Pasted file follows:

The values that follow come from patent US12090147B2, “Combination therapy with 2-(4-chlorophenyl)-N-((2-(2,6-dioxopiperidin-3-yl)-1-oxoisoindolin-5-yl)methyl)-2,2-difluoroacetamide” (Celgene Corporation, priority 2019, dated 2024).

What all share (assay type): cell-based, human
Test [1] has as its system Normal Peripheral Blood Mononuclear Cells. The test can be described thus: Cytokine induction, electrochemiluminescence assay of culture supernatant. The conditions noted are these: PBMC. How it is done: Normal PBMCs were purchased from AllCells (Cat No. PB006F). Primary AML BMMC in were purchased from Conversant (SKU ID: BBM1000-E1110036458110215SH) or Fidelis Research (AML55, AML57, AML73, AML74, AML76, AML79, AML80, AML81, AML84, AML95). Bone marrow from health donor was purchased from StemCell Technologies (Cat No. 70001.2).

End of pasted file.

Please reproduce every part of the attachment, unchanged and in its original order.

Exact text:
The values that follow come from patent US12090147B2, “Combination therapy with 2-(4-chlorophenyl)-N-((2-(2,6-dioxopiperidin-3-yl)-1-oxoisoindolin-5-yl)methyl)-2,2-difluoroacetamide” (Celgene Corporation, priority 2019, dated 2024).

What all share (assay type): cell-based, human
Test [1] has as its system Normal Peripheral Blood Mononuclear Cells. The test can be described thus: Cytokine induction, electrochemiluminescence assay of culture supernatant. The conditions noted are these: PBMC. How it is done: Normal PBMCs were purchased from AllCells (Cat No. PB006F). Primary AML BMMC in were purchased from Conversant (SKU ID: BBM1000-E1110036458110215SH) or Fidelis Research (AML55, AML57, AML73, AML74, AML76, AML79, AML80, AML81, AML84, AML95). Bone marrow from health donor was purchased from StemCell Technologies (Cat No. 70001.2).